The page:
IntroductionSince the hydrogen atom in a polar protic solvent is highly positively charged, it can interact with the anionic nucleophile which would negatively affect an SN2, but it does not affect an SN1 reaction because the nucleophile is not a part of the rate-determining step (See SN2 Nucleophile). Polar protic solvents actually speed up the rate of the unimolecular substitution reaction because the large dipole moment of the solvent helps to stabilize the transition state. The highly positive and highly negative parts interact with the substrate to lower the energy of the transition state. Since the carbocation is unstable, anything that can stabilize this even a little will speed up the reaction. Sometimes in an SN1 reaction the solvent acts as the nucleophile. This is called a solvolysis reaction (see example below). The polarity and the ability of the solvent to stabilize the intermediate carbocation is very important as shown by the relative rate data for the solvolysis (see table below). The dielectric constant of a solvent roughly provides a measure of the solvent's polarity. A dielectric constant below 15 is usually considered non-polar. Basically, the dielectric constant can be thought of as the solvent's ability to reduce the internal charge of the solvent. So for our purposes, the higher the dielectric constant the more polar the substance and in the case of SN1 reactions, the faster the rate.
Effects of NucleophileThe strength of the nucleophile does not affect the reaction rate of SN1 because, as stated above, the nucleophile is not involved in the rate-determining step. However, if you have more than one nucleophile competing to bond to the carbocation, the strengths and concentrations of those nucleophiles affects the distribution of products that you will get. For example, if you have (CH3)3CCl reacting in water and formic acid where the water and formic acid are competing nucleophiles, you will get two different products: (CH3)3COH and (CH3)33COCOH. The relative yields of these products depend on the concentrations and relative reactivities of the nucleophiles.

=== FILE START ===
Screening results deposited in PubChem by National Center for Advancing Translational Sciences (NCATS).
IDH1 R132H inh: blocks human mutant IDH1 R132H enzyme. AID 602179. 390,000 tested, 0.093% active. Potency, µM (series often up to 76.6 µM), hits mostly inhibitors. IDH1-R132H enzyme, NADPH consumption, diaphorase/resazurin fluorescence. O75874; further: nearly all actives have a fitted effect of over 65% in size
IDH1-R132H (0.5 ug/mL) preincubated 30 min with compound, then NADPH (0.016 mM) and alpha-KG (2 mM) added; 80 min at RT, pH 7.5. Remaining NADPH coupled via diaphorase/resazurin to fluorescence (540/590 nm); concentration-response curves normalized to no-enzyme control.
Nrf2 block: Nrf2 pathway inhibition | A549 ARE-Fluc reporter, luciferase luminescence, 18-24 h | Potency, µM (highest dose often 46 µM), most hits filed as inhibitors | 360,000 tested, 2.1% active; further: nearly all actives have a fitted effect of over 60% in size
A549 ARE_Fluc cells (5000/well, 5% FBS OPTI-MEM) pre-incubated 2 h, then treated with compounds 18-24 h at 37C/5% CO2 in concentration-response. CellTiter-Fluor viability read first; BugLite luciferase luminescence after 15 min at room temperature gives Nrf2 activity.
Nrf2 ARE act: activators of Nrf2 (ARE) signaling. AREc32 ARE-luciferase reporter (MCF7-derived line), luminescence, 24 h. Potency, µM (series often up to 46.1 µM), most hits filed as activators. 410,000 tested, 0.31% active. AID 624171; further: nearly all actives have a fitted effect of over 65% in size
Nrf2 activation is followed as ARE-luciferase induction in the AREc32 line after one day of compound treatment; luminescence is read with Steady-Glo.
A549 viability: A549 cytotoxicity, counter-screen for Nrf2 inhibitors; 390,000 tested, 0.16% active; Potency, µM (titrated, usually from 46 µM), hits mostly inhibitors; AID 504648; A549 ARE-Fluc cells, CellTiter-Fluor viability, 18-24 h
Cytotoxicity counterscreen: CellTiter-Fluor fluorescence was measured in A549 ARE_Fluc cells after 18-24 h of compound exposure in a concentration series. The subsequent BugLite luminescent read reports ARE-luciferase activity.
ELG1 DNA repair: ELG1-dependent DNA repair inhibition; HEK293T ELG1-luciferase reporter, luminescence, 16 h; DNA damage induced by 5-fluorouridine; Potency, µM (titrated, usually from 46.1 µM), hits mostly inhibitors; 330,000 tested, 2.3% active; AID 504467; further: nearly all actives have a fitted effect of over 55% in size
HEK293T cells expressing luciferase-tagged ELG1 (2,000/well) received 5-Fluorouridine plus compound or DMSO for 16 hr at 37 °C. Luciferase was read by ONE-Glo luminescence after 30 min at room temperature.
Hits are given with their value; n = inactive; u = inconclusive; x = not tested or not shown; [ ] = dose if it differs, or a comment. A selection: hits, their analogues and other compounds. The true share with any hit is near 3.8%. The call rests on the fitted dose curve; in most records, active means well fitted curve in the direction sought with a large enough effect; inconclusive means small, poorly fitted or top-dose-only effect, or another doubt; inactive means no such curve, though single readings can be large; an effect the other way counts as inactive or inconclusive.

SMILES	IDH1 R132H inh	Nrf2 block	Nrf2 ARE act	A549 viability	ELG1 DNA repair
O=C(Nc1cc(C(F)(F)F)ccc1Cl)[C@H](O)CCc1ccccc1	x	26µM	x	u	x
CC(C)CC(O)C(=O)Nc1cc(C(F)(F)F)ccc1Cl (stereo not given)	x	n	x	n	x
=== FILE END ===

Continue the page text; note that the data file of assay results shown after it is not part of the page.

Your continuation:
Effects of Leaving Group
An SN1 reaction speeds up with a good leaving group. This is because the leaving group is involved in the rate-determining step. A good leaving group wants to leave so it breaks the C-Leaving Group bond faster. Once the bond breaks, the carbocation is formed and the faster the carbocation is formed, the faster the nucleophile can come in and the faster the reaction will be completed.
A good leaving group is a weak base because weak bases can hold the charge. They're happy to leave with both electrons and in order for the leaving group to leave, it needs to be able to accept electrons. Strong bases, on the other hand, donate electrons which is why they can't be good leaving groups. As you go from left to right on the periodic table, electron donating ability decreases and thus ability to be a good leaving group increases. Halides are an example of a good leaving group whos leaving-group ability increases as you go down the column.
The two reactions below is the same reaction done with two different leaving groups. One is significantly faster than the other. This is because the better leaving group leaves faster and thus the reaction can proceed faster.
Other examples of good leaving groups are sulfur derivatives such as methyl sulfate ion and other sulfonate ions (See Figure below)
Methyl Sulfate Ion Mesylate Ion Triflate Ion Tosylate Ion
- Uggerud E. "Reactivity trends and stereospecificity in nucleophilic substitution reactions." J. Phys. Org. Chem. 2006; 19; 461-466.
- Vollhardt, K. Peter C., and Neil E. Schore. Organic Chemistry Structure and Function. New York: W. H. Freeman, 2007.
- Petrucci, Ralph H. General Chemistry: Principles and Modern Applications. Upper Saddle River, NJ: Pearson Education, 2007.
- Suggs, William J. Organic Chemistry. Canada: Barron's Educational Series Inc., 2002.
- http://www.youtube.com/watch?v=FuFpjx_ZeT0 (Pretty good summary of SN1 reaction)
1. Put the following leaving groups in order of decreasing leaving group ability
2. Which solvent would an SN1 reaction occur faster in? H2O or CH3CN
3. What kind of conditions disfavor SN1 reactions?
4. What are the products of the following reaction and does it proceed via SN1 or SN2?
5. How could you change the reactants in the problem 4 to favor the other substitution reaction?
6. Indicate the expected product and list why it occurs through SN1 instead of SN2?
2. An SN1 reaction would occur faster in H2O because it's polar protic and would stailize the carbocation and CH3CN is polar aprotic.
3. Polar aprotic solvents, a weak leaving group and primary substrates disfavor SN1 reactions.
Reaction proceeds via SN1 because a tertiary carbocation was formed, the solvent is polar protic and Br- is a good leaving group.
5. You could change the solvent to something polar aprotic like CH3CN or DMSO and you could use a better base for a nucleophile such as NH2- or OH-.
This reaction occurs via SN1 because Cl- is a good leaving group and the solvent is polar protic. This is an example of a solvolysis reaction because the nucleophile is also the solvent.
- Ashiv Sharma